Niger is a landlocked country in western Africa bordered by Algeria, Libya, Nigeria, Burkina Faso and Malo. The country became a republic under the constitution signed in 2010. But this past July, a military-staged coup overthrew Niger’s president Mohamed Bazoum. Niger’s economy is now struggling due to rising prices and closing borders. Here is some information about Niger’s coup.
Niger’s Coup and Food Insecurity
Military coup leaders took President Bazoum hostage in Niger’s capital, Niamey. Threats of his execution are preventing foreign intervention, but several surrounding states imposed sanctions prohibiting transactions with Niger.
As one of the world’s most impoverished nations, Niger was already struggling financially before the coup. The country suffers from intense drought, and more than 4.3 million people rely on food aid to survive. That becomes an issue as some of Niger’s biggest donors, like Germany and France, are cutting aid. The Economic Community of West African States (ECOWAS) also closed key borders for Niger’s imports and exports to Benin and Nigeria.
Since the revolt, the price of common goods has increased throughout Niger. Rice, for instance, rose from 11,000 West African francs a bag to 13,000 francs in just a few days. As a landlocked nation, Niger relies on imports from neighboring countries for staple foods like rice. But sanctions preventing transactions are driving those prices up, making it difficult for many people to afford daily necessities.
The Impact on Fuel Costs
Another key resource seeing price increases is fuel. Drivers who transport passengers for a living suffer from profit cuts as they are forced to direct funds toward higher fuel costs. Many families have also suffered from power loss since Nigeria, which supplies 70% of Niger’s electricity, cut fuel to Niger. Even before the coup, less than one out of five people had access to electricity. Now, that number is even lower.
Niger’s Hydroelectric Potential
Prior to the takeover, Niger’s hopes for economic improvement rested on using its hydroelectric potential. The Chinese company Gezhouba Group was building a hydropower plant on the Niger River to help improve Niger’s energy production. However, the company suspended construction activities due to other ECOWAS sanctions. Now, the dam’s completion will likely be delayed, further hurting progress on Niger’s electricity development.
Niger coup leaders also stopped UN agencies and NGOs from working in military operation zones. Consequently, organizations that work to help refugees, like the UN’s International Organization for Migration, are unable to provide aid. Coup violence displaced more than 20,000 in Niger, and more than 700,000 already experienced displacement in the country. Since humanitarian services cannot access Niger to provide displaced people refuge, those who are displaced are often at a loss.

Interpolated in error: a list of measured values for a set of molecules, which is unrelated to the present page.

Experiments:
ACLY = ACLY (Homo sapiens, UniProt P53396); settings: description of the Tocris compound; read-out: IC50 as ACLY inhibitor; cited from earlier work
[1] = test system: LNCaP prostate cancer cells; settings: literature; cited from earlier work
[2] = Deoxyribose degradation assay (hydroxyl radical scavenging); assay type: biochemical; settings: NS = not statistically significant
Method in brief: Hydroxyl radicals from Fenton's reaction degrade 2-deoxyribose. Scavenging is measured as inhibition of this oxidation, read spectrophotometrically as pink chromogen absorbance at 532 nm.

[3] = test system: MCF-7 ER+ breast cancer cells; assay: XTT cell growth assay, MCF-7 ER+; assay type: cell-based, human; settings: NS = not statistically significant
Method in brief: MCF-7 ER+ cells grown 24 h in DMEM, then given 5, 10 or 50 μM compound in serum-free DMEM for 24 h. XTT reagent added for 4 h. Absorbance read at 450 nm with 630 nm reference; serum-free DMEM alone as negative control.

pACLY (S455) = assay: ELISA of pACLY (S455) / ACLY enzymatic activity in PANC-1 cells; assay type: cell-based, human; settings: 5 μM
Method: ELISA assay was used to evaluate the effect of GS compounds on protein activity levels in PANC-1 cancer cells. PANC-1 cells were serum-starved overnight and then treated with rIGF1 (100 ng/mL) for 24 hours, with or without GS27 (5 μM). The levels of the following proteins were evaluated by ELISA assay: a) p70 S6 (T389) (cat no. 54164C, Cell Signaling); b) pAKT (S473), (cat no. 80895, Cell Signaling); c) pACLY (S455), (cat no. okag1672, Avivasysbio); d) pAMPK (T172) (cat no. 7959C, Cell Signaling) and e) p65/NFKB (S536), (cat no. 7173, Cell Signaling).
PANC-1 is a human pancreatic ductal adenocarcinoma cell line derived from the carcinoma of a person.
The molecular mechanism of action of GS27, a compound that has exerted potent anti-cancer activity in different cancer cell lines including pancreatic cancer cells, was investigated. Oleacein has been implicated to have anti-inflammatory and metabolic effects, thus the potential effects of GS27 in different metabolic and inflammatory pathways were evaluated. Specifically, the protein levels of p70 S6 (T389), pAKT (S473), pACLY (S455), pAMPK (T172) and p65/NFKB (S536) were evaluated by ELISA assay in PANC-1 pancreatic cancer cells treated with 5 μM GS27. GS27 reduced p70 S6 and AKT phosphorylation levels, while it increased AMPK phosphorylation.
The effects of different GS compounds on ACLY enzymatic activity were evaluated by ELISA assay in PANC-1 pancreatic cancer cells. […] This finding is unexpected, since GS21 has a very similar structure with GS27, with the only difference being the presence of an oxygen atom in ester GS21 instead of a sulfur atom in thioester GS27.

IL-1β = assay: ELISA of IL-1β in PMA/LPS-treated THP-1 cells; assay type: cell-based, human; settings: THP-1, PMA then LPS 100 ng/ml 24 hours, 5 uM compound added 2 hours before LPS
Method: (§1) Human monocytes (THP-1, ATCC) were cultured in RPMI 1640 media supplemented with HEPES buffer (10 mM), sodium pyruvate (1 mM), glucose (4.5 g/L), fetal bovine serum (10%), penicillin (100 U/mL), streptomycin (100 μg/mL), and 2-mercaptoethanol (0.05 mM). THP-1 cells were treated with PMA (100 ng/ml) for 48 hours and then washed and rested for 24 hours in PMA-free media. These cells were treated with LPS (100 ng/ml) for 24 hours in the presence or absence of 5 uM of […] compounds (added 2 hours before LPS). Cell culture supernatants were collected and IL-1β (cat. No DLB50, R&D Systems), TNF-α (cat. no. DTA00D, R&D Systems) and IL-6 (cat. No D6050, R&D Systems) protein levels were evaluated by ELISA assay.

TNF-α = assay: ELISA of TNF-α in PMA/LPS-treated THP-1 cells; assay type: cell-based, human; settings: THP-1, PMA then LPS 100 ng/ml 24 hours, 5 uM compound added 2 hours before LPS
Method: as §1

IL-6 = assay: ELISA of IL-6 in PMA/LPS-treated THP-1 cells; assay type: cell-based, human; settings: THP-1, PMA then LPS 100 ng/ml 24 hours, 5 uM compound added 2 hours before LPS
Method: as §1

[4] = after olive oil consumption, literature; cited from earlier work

What the United Nations Has Been Doing
The United Nations has been seeking contact with coup leaders since its humanitarian services have been halted. “We are reaching out to the de facto authorities in Niger to better understand what this means and the implications for the humanitarian work,” said UN spokesperson Alessandra Velluci.
The United States is also one of Niger’s main suppliers of military and security assistance. However, following the coup, the U.S. suspended certain aid programs including military education and training that help Niger fight terrorism. The United States Congress mandates that the country must halt all aid to any government subjected to a military coup, and while U.S. officials have avoided the use of that particular word, many of the aid programs have been halted.
How the US Has Helped
Many foreign policy advisors argue that the Biden administration should formally declare the events a coup, as the military leaders are still refusing to negotiate. However, that would result in the loss of hundreds of millions of dollars in American funding. The U.S., as an ally to Niger, sent about $218 million in security assistance and $664 million in health and development assistance to Niger between 2017 and 2022. Similar aid remains at stake in the coming years if coup leaders remain unwilling to restore democracy.
The coup leaders argued that the country under Bazoum was subject to poor economic management and security, yet recent growth statistics suggest otherwise. Niger’s economy rebounded in 2022 after the pandemic’s crash with a growth of 11.5%. Growth was expected to reach 12.4% in 2024 if targets for oil production and international financial support were met, but those prospects are now unlikely.
Niger’s political and economic futures are highly uncertain. But while borders remain closed and aid programs stay halted, Nigeriens suffer from resource access. Sanctions that cause Niger’s public to suffer are harming the nation’s stability.
– Lindsey Osit